NZ Performance Car - - Con­tents -

Wel­come to the Week­end Work­shop, a place where you can save some cash by get­ting your hands dirty. These tech guides aim to arm you with the nec­es­sary info and knowl­edge to get out there and give it a go your­self, with no pro­fes­sion­als needed, and at a price tag that won’t break the bank.

This month, we delve into build­ing a surge tank with the help of Quest Fab­ri­ca­tion. The pur­pose of a surge tank is to en­sure that your en­gine has a con­stant sup­ply of fuel. At high G-loads, a reg­u­lar fuel tank will of­ten ex­pe­ri­ence fuel surg­ing — a con­di­tion where the fuel shifts away from the pickup un­der load. By adding a surge tank, you’re en­sur­ing a con­stant sup­ply to the en­gine, even if the tank pickup is ex­pe­ri­enc­ing this surg­ing.

While you can pur­chase plenty of off-the-shelf surge tanks for some pretty good prices, of­ten they are not fit for pur­pose — ei­ther they are too small in ca­pac­ity, have the wrong fit­tings, or are the wrong shape for your ap­pli­ca­tion. What we’re build­ing is a 10-litre large-ca­pac­ity surge tank that is ca­pa­ble of feed­ing E85 through a pair of Bosch 044s at full duty for a de­cent pe­riod of time. As this tank is for a cir­cuit car, we also want to add a lit­tle ca­pac­ity to the over­all fuel sys­tem to give us a few more laps in re­serve.

We then stamp the cap in the press to give it some shape and strength, us­ing a cus­tom-spun buck, sim­i­lar to a dim­ple die. If you wanted to give the tank a pro­fes­sional look, al­ter­na­tively, you could or­der a set of spun caps from your lo­cal metal spin­ner (very cheap). If you use flat or pressed caps like we do here, you’ll want to en­sure that the di­am­e­ter of the fin­ished prod­uct is 1mm un­der the pipe’s over­all di­am­e­ter, to give a good chan­nel for weld­ing. If the two pieces butt up per­fectly, it will be much harder to lay them dimes with­out over­heat­ing the cap edge and blow­ing a hole.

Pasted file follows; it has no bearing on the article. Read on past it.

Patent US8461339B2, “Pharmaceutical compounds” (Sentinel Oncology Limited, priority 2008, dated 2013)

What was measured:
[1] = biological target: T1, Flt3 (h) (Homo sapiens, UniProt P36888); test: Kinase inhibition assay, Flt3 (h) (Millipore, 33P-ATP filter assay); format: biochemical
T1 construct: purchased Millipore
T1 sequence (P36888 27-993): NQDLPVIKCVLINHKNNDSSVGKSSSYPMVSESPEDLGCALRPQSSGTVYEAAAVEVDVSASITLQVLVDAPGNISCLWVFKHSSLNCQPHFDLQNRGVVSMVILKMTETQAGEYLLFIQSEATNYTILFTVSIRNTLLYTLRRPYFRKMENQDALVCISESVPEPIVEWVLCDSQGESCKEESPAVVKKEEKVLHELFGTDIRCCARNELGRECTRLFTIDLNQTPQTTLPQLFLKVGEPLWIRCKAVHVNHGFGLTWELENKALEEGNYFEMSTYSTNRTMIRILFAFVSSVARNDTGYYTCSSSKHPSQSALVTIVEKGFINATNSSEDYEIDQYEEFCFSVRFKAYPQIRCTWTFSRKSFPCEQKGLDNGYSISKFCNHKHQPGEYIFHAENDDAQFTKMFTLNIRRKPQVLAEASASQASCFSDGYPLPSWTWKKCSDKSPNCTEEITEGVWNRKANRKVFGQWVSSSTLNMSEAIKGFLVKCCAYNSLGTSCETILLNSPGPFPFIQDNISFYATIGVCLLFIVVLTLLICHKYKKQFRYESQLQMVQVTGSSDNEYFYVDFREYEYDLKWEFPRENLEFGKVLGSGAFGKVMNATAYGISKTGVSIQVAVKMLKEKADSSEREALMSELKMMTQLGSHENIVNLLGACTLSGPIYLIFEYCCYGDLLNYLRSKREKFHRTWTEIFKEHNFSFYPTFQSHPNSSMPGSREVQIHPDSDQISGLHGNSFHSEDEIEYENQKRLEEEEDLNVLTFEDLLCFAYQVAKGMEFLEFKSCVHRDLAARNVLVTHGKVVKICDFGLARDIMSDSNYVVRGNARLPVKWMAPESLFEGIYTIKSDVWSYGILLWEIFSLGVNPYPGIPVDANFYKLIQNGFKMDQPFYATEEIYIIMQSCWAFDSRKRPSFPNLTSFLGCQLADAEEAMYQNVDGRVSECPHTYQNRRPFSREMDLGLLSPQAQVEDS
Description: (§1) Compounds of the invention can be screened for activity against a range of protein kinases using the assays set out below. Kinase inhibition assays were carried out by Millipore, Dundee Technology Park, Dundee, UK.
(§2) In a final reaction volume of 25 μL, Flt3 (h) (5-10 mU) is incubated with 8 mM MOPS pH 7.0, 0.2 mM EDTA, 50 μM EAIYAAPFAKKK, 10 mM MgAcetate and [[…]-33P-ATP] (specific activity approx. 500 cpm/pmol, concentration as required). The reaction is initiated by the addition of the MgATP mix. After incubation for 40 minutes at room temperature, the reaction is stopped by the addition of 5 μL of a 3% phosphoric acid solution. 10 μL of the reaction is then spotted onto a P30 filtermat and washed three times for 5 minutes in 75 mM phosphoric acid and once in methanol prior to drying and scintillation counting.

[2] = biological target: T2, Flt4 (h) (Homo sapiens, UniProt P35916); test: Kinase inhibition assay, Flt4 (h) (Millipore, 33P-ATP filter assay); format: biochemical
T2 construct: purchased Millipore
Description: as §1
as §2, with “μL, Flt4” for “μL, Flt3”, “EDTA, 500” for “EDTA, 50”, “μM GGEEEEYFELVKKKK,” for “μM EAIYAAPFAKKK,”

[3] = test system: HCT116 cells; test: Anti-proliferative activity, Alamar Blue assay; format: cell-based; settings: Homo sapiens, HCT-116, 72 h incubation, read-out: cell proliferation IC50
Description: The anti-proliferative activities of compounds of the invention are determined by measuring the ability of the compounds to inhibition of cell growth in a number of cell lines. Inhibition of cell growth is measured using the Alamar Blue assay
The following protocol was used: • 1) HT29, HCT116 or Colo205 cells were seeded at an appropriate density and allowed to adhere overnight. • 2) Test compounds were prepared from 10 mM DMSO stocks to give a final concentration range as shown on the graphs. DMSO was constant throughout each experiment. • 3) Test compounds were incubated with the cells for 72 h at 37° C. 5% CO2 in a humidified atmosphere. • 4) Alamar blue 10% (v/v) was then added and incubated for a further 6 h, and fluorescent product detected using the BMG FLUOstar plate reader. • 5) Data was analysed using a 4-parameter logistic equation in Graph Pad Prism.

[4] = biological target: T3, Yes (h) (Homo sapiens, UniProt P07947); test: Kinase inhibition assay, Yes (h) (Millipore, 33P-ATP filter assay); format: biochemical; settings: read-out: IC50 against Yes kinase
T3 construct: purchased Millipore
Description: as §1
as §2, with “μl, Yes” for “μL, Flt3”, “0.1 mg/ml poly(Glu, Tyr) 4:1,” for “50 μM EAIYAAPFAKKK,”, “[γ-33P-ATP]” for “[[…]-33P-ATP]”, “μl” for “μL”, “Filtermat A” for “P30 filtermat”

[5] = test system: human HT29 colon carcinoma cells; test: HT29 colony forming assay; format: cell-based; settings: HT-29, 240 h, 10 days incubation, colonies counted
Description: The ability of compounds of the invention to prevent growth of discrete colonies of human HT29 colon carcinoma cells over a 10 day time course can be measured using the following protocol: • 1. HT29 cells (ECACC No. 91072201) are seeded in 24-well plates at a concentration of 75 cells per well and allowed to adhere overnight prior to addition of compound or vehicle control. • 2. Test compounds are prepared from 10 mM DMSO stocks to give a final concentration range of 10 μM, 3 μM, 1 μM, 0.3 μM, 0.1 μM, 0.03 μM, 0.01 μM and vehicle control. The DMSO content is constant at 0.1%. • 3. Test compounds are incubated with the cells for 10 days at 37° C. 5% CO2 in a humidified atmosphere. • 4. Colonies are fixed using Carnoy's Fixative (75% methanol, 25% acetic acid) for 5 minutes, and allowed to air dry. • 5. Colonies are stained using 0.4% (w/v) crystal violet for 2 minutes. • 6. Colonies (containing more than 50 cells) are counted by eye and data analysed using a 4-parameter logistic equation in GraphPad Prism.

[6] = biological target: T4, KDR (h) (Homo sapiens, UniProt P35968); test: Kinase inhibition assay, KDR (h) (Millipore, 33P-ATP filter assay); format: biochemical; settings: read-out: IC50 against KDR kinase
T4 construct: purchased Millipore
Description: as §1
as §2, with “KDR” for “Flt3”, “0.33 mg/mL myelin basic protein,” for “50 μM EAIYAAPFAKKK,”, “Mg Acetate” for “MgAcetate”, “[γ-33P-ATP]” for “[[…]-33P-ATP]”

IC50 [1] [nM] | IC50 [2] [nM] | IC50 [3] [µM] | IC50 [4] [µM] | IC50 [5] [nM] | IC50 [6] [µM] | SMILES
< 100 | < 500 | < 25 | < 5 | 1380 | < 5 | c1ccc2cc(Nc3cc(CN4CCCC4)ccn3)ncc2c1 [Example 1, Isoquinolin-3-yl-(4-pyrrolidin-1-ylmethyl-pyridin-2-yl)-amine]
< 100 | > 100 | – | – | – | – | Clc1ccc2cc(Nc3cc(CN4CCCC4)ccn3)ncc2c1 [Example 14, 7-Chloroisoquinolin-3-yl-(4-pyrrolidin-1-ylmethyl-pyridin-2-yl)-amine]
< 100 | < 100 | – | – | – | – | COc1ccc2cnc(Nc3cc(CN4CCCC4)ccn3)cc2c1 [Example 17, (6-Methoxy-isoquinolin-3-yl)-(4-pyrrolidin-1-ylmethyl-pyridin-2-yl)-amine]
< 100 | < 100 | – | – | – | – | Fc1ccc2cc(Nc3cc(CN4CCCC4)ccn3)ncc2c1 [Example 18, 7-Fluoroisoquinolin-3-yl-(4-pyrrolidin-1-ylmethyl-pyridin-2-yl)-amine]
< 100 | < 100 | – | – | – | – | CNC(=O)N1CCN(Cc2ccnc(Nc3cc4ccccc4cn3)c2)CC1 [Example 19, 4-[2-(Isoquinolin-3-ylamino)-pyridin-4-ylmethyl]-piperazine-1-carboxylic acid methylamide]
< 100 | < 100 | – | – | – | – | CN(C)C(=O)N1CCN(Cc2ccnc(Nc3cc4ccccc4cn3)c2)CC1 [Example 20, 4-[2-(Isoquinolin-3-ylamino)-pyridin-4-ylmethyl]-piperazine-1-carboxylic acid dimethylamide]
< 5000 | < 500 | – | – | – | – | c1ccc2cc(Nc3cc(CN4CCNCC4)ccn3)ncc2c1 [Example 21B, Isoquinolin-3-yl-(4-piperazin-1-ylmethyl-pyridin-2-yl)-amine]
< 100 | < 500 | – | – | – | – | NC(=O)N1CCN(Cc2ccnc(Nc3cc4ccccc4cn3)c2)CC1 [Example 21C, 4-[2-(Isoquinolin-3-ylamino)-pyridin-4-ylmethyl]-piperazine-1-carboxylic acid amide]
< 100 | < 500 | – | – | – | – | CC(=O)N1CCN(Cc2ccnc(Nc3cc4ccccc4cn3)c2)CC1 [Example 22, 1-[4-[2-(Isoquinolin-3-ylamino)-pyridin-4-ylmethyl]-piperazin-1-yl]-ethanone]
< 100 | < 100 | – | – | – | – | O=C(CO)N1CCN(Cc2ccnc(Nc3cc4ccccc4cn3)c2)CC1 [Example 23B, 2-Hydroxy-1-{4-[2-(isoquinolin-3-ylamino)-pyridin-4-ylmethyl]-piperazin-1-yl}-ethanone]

The base will seat the two Bosch 044s di­rectly onto it us­ing threaded al­loy weld-ons — we do it this way to sim­plify every­thing and cut down the amount of ex­pen­sive AN fit­tings and hose needed. We then use a 50x3mm al­loy strap to give us the height. This could be higher or lower de­pend­ing on what al­loy you have on hand. You don’t want to make it too thin, as it will af­fect flow to the pumps.

The shape of the top of the tank will match the base, which will house the -10 feed, -8 re­turn from the reg, and -8 over­flow re­turn to the main tank. These can also feed di­rectly out of the top if you chose, or di­rectly on the side of the tank. It all comes down to per­sonal pref­er­ence.

We choose this shape to help the tank look more bal­anced due to our ex­ces­sive height.

With every­thing mocked up, we also run the tube through the bead roller to give it some shape, purely for aes­thet­ics. The thick side­wall re­ally works the roller, but we get it done in the end. Be­fore fi­nal weld­ing of the tank, the AN weld-ons are all welded from the back side, so that the fin­ished prod­uct will have a cleaner and more pro­fes­sional look.

Al­loy weld­ing is not re­ally our strong point, so, at this stage, we kind of cheat and have Kyrie from Quest Fab­ri­ca­tion man the TIG torch. With any al­loy weld­ing, clean­li­ness is the key to achiev­ing a good bead. This can be­gin from as early as cut­ting the al­loy-spe­cific cut­ting disk, and us­ing a new sand­ing disc to avoid con­tam­i­nat­ing the al­loy. Just prior to weld­ing, we give the edges a good run over with a Scotch-Brite scourer and clean with ace­tone.

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